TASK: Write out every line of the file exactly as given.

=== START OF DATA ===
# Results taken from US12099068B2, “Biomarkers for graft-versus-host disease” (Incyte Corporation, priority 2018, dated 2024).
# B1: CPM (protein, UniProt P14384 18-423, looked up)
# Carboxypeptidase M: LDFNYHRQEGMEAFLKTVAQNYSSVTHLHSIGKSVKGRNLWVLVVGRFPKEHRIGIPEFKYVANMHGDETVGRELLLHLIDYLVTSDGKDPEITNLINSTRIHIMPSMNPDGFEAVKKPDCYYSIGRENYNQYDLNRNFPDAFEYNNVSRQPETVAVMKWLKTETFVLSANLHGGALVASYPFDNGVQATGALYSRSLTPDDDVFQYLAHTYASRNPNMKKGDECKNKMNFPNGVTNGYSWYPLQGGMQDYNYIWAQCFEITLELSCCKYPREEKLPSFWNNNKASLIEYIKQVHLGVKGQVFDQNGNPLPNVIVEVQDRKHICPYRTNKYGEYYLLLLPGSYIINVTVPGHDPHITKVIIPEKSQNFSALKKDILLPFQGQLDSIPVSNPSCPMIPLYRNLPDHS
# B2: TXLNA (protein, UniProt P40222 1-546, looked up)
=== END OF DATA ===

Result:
# Results taken from US12099068B2, “Biomarkers for graft-versus-host disease” (Incyte Corporation, priority 2018, dated 2024).
# B1: CPM (protein, UniProt P14384 18-423, looked up)
# Carboxypeptidase M: LDFNYHRQEGMEAFLKTVAQNYSSVTHLHSIGKSVKGRNLWVLVVGRFPKEHRIGIPEFKYVANMHGDETVGRELLLHLIDYLVTSDGKDPEITNLINSTRIHIMPSMNPDGFEAVKKPDCYYSIGRENYNQYDLNRNFPDAFEYNNVSRQPETVAVMKWLKTETFVLSANLHGGALVASYPFDNGVQATGALYSRSLTPDDDVFQYLAHTYASRNPNMKKGDECKNKMNFPNGVTNGYSWYPLQGGMQDYNYIWAQCFEITLELSCCKYPREEKLPSFWNNNKASLIEYIKQVHLGVKGQVFDQNGNPLPNVIVEVQDRKHICPYRTNKYGEYYLLLLPGSYIINVTVPGHDPHITKVIIPEKSQNFSALKKDILLPFQGQLDSIPVSNPSCPMIPLYRNLPDHS
# B2: TXLNA (protein, UniProt P40222 1-546, looked up)